As has always been said guns and alcahol don't mix. I rarely drink at all, usually no more than 2 times a year but will not touch a drop if I'm carrying. If for some reason you were forced to use your weapon to defend yourself and the lawyers found you had any alcahol in your system you will have a very hard time to justify your actions.
Common sense alone should tell people not to mix the two but of course that is not the case for some.
Big suprise...Rob Hogg's a Democrat. Why do they always think the answer is to pass another law restricting liberty and decisions?
This yet another attempt to feed a perception that permit holders are a bunch of drunken rednecks that need to be controlled before they start screaming a rebel yell and shooting up the place.
But let's look at this. Under Iowa law, it's already illegal to be intoxicated while carrying a firearm. There are also no doubt laws against public intoxication, brandishing weapons, disorderly conduct, etc. Bars already have the authority to ban firearms on their premises.
What we're talking about here is giving an officer the authority to compel you to take a breathalyzer simply because you're carrying a firearm. Isn't this a bit like forcing someone to take a breathalyzer simply because he's carrying a set of car keys?
The devil's in the details. I probably wouldn't have a problem with demanding a breathalyzer if the permit holder was involved in an incident while carrying...i.e. he drew the weapon, got in a fight, whatever. In other words, if a person is arrested for something and they intend to charge him with carrying while intoxicated, a breathalyzer gives them the ability to objectively determine intoxication. But they need probable cause. This shouldn't be written to allow a cop to test someone simply because he's carrying.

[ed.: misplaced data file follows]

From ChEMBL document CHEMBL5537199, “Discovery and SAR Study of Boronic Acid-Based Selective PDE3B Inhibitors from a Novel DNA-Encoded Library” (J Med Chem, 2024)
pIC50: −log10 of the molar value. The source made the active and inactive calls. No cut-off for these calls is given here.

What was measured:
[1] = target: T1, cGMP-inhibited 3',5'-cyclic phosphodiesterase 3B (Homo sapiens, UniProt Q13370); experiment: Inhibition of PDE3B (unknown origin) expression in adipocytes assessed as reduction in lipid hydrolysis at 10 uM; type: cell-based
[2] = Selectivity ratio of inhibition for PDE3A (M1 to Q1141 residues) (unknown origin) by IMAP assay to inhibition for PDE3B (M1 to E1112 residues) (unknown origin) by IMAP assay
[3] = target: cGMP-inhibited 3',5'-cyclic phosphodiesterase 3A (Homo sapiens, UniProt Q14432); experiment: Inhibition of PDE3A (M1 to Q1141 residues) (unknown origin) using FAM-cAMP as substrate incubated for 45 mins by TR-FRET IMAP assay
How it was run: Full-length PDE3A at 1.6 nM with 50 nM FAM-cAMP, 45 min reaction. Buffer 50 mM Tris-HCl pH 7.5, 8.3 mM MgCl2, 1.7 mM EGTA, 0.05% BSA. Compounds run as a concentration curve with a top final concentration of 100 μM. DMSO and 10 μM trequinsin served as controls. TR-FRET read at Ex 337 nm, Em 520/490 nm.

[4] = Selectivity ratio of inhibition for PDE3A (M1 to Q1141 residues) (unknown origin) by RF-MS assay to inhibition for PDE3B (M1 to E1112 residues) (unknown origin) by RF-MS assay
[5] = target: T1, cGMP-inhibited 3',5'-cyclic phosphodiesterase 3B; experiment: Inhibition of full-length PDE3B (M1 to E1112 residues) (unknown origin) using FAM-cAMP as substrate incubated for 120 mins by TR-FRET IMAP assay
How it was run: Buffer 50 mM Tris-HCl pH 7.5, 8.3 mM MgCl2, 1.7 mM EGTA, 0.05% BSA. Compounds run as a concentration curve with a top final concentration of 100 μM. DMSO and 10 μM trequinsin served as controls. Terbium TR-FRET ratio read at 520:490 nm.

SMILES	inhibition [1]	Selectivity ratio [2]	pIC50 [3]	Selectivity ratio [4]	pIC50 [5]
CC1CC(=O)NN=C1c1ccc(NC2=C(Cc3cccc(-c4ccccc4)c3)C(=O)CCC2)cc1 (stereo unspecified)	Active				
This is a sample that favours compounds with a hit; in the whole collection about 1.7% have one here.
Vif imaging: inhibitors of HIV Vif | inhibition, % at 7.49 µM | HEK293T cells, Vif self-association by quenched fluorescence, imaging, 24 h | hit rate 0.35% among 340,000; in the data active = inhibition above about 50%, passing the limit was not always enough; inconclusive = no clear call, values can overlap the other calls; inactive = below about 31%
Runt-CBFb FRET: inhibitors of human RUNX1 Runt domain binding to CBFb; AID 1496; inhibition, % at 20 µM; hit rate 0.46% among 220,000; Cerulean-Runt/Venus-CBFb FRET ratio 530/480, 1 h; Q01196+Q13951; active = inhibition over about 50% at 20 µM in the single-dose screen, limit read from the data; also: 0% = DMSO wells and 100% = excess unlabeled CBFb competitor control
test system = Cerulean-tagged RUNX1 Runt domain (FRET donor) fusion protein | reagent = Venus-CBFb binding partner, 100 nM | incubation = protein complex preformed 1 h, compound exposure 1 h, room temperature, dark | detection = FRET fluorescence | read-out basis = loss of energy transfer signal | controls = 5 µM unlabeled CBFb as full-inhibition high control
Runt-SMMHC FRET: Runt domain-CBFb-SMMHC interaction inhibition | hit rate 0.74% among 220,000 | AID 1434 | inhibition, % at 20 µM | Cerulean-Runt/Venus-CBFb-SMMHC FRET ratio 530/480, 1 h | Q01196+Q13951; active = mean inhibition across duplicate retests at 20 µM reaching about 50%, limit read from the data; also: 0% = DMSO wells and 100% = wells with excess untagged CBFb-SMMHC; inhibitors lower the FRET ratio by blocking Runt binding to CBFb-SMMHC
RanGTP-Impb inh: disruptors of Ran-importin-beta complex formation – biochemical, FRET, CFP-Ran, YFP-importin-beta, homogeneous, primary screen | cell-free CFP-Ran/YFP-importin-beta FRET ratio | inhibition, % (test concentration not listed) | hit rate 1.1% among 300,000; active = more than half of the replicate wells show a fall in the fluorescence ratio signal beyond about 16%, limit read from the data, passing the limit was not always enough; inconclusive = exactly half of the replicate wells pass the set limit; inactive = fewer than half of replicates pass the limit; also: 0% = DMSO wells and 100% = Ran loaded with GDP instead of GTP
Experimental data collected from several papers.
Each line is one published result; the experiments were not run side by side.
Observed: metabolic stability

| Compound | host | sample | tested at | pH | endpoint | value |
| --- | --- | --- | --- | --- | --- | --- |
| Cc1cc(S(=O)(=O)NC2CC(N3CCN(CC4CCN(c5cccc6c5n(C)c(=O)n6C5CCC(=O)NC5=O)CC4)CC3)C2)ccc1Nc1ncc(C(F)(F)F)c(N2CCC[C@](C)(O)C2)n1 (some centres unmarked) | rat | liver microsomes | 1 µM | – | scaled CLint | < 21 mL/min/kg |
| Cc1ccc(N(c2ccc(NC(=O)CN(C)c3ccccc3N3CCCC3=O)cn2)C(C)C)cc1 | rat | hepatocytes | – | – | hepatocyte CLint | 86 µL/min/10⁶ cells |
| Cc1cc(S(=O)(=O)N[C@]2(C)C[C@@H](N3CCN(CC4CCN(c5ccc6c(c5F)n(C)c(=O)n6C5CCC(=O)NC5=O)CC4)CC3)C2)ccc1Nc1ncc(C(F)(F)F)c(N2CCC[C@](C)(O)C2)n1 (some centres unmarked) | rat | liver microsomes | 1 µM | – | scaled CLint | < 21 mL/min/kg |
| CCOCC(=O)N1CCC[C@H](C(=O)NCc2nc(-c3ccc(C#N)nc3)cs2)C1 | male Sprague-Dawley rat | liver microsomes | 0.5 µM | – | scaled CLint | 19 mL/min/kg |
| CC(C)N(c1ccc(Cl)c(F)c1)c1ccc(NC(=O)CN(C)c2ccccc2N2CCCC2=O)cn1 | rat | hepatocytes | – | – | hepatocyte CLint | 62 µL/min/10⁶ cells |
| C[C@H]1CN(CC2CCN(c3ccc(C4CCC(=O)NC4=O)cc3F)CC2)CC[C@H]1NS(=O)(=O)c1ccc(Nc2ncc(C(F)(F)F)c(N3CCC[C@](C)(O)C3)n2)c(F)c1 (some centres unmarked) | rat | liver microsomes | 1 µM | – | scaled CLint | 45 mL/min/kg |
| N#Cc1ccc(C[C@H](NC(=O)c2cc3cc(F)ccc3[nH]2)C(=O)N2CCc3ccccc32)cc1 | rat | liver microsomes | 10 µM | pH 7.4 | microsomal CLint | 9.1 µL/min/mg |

I'm hardly a conspiracy theorist. Only fools make assumptions about government use of power and make statements like "They'd never do that..." History is full of horrid examples of people who granted power to government on an assumption that it would be used benevolently, only to have it turned against them later. Furthermore, those who expressed concern and tried to sound warnings early in the decline were generally mocked and ridiculed as paranoid alarmists.
All I'm saying is that if they're going to do it, they need to spell out the conditions when they would be empowered to compel someone to essentially testify against himself. Compelled tests of this nature are right at the edge of the 5th Amendment, and therefore demand strict procedures that don't allow any discretionary room for abuse.
Read the founding fathers. Liberty is granted by God, not government, and thus the natural state of man is complete liberty. Government doesn't grant us liberties, because we already have them. Thus, the only thing Government can do is restrict liberties, and the only way it gets that power is for us to grant it. That's why it's so important to be very specific in the power we give government. The minute we start to think that our liberties exist at government's discretion, we embark on the road to serfdom.
I just got back from my elk trip to Colorado and must say that I learned quite a bit about hiking in that one trip. I researched all I could on the internet and thought I was prepared going out. For the most part I was but I want to pass on a few major things I learned that helped me drastically!
1. Pack light. I know this may sound like common sense but believe me. After reading everyone's advice on what you need to pack, chances are your pack will end up weighing more...